It can be done. I’ve seen it in my own dating church experience. I’ve spent some Sunday mornings at a small Evangelical Lutheran church and they go out of their way to eliminate I don’t know how.  As I walked up the sidewalk, the door opened for me.  A program with all of the responses, song numbers, readings along with the order of the entire service was placed in my hand. People intentionally go out of their way to introduce themselves. And throughout the entire service, the pastor announced the songs, the prayers and the pages on which they can be found. At Communion, the pastor and the ushers made a point of telling people that everyone is welcome at the table and instructions on how to receive were in that program they had handed me as I entered. Every service is conducted as if no one in the pews knows what comes next. I’m sure the regulars there know the Apostles Creed is in the back of the hymnal but as a newbie, it’s nice to hear it rather than fumbling awkwardly, trying to keep up. When the service is over, there is one way out and that is through the hands of the pastor herself.  She is easily one of the most gracious women I’ve ever met. While I still bail before coffee, I know if I stayed, I would be welcomed warmly. And I will stay eventually.  It just feels right to be in a place where anyone and everyone is welcome. Not just as a banner slogan, but in practice.

Are you ok?

I spent yesterday afternoon with a houseful of good friends celebrating St. Patrick’s day with good food, good whiskey and lots of laughter. I was chided for having not posted recently. I had promised my friend Frank that I would post 2 weeks ago and well… life got in the way. So in answer to the question that I was asked repeatedly yesterday: Yes. I’m okay. Really truly okay.

I’m not really in a church at the moment and yesterday’s party was full of people I’ve gotten to know through my parish over the years. It was a gentle reminder that I can’t stay without a community for too long. Do I miss it? Not yet. Will I? Yes, eventually. Probably sooner rather than later. But right now, I’m where I’m supposed to be. Where is that exactly? I suppose this is my desert, my time and space to be alone with God.

If you’ve been reading my scribbling long enough, you know I have my share of issues with God as well as my issues with Mother Church. Trying to separate the two finally became impossible to juggle. It filtered through my thick skull that trying to figure out where I stand as far church without understanding where I stand with God is quite simply a waste of time.

Life always comes down to the same question. Where am I with God right now? In a very strange new place. I’m not entirely sure that I like it but I haven’t run screaming either so I suppose there’s something to be said for that. I’ve spent so many years locked into a fight-or-flight stance with God that giving it up, is well…. a little terrifying. I’ve made my disquiet about it very well known, probably a hundred times a day. That level of honesty is something new for me.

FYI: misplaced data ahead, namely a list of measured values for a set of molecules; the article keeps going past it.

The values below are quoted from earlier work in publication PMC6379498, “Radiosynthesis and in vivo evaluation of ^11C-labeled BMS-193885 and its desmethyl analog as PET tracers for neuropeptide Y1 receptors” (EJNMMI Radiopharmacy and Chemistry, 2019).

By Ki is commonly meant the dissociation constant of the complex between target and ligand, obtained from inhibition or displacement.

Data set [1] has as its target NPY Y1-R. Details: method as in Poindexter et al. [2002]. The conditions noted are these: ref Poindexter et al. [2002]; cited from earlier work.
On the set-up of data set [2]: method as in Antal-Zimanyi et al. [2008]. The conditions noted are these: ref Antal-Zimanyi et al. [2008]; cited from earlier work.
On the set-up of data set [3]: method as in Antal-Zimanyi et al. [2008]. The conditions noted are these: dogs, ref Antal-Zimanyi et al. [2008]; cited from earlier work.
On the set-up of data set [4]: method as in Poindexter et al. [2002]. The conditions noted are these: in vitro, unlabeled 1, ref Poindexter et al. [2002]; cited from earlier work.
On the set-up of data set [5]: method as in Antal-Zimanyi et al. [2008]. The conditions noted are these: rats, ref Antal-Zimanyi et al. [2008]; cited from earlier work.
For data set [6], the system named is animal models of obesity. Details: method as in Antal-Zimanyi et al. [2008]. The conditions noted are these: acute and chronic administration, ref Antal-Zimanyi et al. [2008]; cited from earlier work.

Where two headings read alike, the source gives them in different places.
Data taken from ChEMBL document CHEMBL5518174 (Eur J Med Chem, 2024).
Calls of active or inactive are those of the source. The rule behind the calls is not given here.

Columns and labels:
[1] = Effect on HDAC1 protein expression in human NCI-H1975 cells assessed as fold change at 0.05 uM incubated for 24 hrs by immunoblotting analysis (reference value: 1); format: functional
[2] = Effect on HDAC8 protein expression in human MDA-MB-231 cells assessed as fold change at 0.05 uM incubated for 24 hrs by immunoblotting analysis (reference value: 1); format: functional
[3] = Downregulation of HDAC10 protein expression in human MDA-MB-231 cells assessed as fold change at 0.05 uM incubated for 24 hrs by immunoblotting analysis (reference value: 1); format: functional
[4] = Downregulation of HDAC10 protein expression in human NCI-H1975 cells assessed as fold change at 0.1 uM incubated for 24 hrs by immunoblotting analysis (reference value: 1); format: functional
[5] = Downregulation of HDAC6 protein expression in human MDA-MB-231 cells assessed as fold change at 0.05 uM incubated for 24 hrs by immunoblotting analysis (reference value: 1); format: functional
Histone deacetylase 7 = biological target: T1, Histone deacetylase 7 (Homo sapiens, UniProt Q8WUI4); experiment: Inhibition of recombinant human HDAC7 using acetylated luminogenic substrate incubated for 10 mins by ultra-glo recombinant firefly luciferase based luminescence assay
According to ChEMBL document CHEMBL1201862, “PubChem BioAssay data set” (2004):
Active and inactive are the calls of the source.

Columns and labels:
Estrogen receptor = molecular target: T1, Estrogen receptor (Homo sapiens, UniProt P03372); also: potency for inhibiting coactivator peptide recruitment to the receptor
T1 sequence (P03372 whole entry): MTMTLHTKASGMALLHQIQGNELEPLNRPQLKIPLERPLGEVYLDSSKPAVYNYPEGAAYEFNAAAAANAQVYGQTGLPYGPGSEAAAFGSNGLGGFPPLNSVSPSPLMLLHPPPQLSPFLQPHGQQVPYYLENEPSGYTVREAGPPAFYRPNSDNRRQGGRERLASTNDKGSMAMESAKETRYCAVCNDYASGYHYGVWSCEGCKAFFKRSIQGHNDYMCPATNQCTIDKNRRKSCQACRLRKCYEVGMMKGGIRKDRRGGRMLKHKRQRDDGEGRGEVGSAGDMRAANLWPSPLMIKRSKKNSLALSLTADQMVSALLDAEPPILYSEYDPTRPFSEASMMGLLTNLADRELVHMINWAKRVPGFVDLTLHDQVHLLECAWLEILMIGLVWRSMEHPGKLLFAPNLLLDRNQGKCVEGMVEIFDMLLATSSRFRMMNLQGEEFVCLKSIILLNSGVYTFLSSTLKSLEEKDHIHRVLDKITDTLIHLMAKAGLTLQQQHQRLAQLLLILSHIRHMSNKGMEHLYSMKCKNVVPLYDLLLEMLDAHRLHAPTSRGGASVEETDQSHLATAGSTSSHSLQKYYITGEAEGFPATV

It’s not like I’ve never let Him know when I’m afraid. Many a night I stayed up all night when the marriage went to hell, when Eugene was sick, when my eyes went haywire and I was afraid that one morning I’d just wake up blind. He’s heard about all of it. Not that I would dare to think He was going to step in to fix it but He was the only one awake and listening at 3 in the morning.

And it’s not like I’ve never let God know when I’m pissed off. I’ve cussed Him a blue streak. In several languages. But instead of hanging around for an answer, I’d usually end up screaming, “Go away and leave me alone!” I was so furious with Him, I kicked the door shut between us and slammed and threw things and broke things. Like a kid who had a really bad day, I threw a full scale temper tantrum.

And when I got tired of running, tired of fighting and tired of yelling, I sat there in the middle of the broken mess that I’d made of my life and realized that He was standing there at the door.
Waiting.
Patiently.
I don’t know what I expected exactly. Anger? Annoyance? Disappointment?Impatience at the very least. Compassion and gentleness weren’t exactly at the top of the list.

So for the last couple years, I may have opened the door but I’ve been pacing in circles. Watching Him. Waiting for even a flicker of trouble. Little by little the conversation became less one-sided. The anger, the impatience, the disappointment that I expected from Him never materialized.

Now, I’ve stopped pacing. I can say what I think. I can say what I feel. I still flinch. But at least I can say it. I could finally say the one thing I never would. “I’m afraid of You.”

There was no argument to the contrary. No attempt at persuasion. His response was simply, “I know.”

So here we are, in this strange new place where blatant honesty is not only acceptable but expected. It’s a little unnerving. But it’s okay. We’re okay.

See I have a thing about doors. I know where they are. Always. I know if they’re closed or not. I know if they’re locked or not. I know how many steps are between me and the door. Most importantly, when anyone is between me and the door, I how much I trust them.

He’s in the room.
We’re talking.
And I’ve quit counting the steps to the door.